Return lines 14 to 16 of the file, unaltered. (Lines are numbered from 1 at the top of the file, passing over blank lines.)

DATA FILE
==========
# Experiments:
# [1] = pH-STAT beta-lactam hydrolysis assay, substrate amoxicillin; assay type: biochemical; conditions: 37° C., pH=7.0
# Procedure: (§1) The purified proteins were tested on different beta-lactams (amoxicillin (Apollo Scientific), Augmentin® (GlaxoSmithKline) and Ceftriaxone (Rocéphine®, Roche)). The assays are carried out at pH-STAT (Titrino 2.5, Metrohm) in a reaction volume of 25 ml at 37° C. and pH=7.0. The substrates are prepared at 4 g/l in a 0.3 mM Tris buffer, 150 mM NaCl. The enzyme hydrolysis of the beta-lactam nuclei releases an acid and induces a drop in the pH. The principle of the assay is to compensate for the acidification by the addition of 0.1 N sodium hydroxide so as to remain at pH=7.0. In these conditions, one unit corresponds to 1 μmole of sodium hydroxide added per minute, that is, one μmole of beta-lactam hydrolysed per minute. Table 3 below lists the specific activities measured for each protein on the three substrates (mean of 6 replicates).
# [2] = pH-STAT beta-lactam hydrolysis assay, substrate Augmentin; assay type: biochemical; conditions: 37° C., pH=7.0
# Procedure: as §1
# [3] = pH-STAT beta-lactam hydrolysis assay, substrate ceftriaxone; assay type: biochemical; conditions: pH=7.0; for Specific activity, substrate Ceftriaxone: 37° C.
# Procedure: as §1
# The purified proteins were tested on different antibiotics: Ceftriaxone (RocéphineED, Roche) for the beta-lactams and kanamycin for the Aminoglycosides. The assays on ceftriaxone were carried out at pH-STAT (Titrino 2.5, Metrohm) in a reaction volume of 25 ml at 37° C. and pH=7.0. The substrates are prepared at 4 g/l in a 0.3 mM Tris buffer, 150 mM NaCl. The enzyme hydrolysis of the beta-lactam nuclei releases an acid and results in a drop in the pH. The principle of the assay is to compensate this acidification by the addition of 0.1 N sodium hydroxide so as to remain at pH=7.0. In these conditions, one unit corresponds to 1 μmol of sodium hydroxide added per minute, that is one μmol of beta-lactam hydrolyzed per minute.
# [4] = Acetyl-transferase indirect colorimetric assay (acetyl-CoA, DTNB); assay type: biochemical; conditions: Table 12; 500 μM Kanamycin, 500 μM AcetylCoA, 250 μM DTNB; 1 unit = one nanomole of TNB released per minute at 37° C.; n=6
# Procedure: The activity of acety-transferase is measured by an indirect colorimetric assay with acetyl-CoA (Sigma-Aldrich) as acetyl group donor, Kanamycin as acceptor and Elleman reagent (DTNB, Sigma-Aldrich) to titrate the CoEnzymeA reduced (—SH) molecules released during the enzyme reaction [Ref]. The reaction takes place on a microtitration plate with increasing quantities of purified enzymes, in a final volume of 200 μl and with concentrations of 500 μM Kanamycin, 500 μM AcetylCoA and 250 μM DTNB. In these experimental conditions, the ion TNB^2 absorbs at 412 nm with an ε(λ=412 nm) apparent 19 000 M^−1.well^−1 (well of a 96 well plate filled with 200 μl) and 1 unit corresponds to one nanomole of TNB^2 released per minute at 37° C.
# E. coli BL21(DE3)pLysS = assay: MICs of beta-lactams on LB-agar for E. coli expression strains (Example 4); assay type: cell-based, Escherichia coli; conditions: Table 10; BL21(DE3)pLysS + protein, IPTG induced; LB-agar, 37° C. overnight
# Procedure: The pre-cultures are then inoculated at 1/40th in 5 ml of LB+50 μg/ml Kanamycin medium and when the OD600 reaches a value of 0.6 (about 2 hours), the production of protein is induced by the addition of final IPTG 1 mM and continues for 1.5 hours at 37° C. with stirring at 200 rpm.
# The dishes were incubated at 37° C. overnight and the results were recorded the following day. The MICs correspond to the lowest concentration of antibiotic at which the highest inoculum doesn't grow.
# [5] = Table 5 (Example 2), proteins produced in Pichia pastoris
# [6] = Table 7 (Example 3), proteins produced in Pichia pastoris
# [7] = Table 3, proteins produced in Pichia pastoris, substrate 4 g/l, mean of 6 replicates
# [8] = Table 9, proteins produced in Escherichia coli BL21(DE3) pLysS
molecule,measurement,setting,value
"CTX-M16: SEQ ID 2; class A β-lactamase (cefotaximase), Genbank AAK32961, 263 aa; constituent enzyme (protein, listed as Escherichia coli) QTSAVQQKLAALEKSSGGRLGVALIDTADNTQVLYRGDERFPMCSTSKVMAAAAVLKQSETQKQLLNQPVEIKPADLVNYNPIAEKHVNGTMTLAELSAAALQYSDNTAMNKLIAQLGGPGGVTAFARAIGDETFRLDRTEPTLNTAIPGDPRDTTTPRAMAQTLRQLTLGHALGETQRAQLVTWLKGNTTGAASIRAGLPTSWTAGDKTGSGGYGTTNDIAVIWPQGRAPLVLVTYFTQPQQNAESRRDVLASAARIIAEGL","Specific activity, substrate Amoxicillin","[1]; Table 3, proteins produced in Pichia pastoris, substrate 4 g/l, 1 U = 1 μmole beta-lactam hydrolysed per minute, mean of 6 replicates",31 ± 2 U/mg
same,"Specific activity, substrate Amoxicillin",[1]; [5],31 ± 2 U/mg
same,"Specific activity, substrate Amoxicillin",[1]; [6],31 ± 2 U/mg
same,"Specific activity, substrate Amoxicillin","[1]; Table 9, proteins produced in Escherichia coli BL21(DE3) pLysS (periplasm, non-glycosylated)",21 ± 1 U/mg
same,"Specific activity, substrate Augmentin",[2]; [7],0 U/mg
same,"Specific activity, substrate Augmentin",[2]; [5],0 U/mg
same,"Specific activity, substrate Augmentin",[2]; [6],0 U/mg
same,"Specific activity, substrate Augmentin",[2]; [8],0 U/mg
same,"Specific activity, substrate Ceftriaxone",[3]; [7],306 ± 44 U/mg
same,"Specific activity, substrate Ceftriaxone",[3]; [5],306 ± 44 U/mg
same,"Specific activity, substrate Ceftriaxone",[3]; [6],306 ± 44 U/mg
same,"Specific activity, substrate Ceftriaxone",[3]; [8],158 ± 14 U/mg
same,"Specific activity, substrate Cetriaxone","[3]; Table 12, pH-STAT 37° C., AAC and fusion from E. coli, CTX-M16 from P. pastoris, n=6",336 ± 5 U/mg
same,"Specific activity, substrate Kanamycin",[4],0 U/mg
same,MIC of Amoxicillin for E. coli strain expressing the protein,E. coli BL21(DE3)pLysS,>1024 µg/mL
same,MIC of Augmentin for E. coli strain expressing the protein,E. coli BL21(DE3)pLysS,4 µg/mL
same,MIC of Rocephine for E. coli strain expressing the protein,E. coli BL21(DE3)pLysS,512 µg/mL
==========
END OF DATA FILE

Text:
# [5] = Table 5 (Example 2), proteins produced in Pichia pastoris
# [6] = Table 7 (Example 3), proteins produced in Pichia pastoris
# [7] = Table 3, proteins produced in Pichia pastoris, substrate 4 g/l, mean of 6 replicates